The Wake

When my family lost someone, we would have to prepare the house for mourning.  We would cook a condolence meal, light candles, and cover every mirror in the house.  Though there are some esoteric reasons, covering the mirrors and keeping the place dark is a good way to limit the bereaved from being confronted with the reality of their loss. Outside of the practicality of it, there’s a solace in the ritual of preparing the home.

I prepare my home after I’ve lost a relationship too.

There’s a solace in the ritual.

I start with the stuff.  As the great millennial parody boy bad, 2Gether, taught us; the hardest part of breaking up is getting back your stuff.  While scouring my apartment to stuff a box with their toothbrush, books, and extra butt plugs can be emotionally draining; it’s beneficial on a number of levels.  Firstly, it’s just plain good karma to return someone’s property.  On the other end, it’s hard to move on when your place is littered with memories.

After I’m done packing the severance package I move on to the the items that I can’t give back, but can’t have around either.  Old presents, pictures of us, any item whose existence facilitates their memory gets reconsidered.

Some items I throw away and it is very liberating.  I had a partner once who learned to knit and made me a scarf one year.  But she didn’t know a lot about yarn, so she made it out of mohair (read: the itchiest fucking yarn on the market).  And I spent a the rest of our relationship getting strangled by that uncomfortable rag because it was a gift from the woman I love.  After we called it quits, I pitched that shit on a bonfire like I was casting off shackles.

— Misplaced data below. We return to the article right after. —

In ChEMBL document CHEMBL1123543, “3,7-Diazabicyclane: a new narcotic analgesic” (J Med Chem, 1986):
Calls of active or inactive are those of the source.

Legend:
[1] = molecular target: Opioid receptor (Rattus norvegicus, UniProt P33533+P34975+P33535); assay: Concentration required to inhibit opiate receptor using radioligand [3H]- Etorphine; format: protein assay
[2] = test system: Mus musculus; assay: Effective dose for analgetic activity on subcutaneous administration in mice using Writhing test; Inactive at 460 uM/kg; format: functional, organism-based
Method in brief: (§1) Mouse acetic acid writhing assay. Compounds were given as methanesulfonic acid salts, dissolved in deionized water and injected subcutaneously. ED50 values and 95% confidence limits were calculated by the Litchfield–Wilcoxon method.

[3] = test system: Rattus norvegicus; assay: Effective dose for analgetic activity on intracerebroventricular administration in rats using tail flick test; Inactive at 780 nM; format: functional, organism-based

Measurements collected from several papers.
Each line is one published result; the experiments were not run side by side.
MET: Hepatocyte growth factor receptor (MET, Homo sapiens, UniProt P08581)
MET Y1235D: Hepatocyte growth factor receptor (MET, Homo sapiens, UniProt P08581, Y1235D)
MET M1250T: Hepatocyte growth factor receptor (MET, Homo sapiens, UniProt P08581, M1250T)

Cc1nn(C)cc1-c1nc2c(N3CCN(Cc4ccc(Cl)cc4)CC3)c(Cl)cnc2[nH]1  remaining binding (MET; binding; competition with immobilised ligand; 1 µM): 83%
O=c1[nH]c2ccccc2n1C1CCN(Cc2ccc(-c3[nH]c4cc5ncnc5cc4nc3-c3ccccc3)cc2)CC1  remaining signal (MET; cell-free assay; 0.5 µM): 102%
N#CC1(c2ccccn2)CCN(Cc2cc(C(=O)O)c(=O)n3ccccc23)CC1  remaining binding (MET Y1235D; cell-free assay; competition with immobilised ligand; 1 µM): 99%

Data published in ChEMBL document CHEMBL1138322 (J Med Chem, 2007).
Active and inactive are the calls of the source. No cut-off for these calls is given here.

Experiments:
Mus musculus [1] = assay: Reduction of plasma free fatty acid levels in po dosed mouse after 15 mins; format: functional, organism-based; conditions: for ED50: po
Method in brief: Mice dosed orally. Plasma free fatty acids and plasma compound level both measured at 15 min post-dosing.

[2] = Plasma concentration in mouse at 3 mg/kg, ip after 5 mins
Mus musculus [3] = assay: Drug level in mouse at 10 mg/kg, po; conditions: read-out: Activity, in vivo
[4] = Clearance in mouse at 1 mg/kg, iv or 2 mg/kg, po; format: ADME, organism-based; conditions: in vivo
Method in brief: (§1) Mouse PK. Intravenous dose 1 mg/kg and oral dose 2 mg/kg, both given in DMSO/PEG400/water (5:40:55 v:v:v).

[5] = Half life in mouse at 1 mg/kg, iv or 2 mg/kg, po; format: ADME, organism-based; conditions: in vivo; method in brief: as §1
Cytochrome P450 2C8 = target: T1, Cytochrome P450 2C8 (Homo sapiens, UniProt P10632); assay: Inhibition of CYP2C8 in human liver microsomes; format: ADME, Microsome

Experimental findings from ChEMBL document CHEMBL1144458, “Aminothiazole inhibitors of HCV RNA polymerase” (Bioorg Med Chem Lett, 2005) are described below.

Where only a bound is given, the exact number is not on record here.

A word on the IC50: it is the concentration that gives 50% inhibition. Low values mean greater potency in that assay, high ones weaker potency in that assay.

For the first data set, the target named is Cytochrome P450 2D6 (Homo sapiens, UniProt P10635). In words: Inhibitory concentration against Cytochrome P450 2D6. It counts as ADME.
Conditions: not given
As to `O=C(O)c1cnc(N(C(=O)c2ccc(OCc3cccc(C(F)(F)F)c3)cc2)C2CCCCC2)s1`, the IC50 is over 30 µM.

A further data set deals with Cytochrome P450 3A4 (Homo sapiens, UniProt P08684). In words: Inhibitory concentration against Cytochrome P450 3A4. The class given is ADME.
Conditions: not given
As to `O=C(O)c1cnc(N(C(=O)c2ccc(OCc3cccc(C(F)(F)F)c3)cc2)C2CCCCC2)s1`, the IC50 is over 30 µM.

While it might be beneficial to throw away many of these items, some may have become an integral part of your life.  If they bought you that copy of Halo that you and your friends are always playing, you can let the memories that you have (and will) make with these items eclipse the previous emotion.

There are some items that fall between these two categories, though.  Not useless enough to discard, not useful enough to be worth overcoming the feelings of loss; I’ll mull over these items the hardest.  The Rolling Stones record he got me that we used to play and snog like teenagers until the needle scuffed the end of the record but we were too busy slobbering each other to go flip the vinyl; what do I do with that?  The aneros prostate stimulator that I only ever let her use on me?  The DVD box sets of Seinfeld that we used to stay up late watching?

Stuff like this, I pack away.  Like a time capsule.  I put them in the crawlspace and I wait until I start thinking about them and wanting them enough to pull them out.

I know I’ll be ready to think about them again, just not yet.

And there’s a solace in the ritual.

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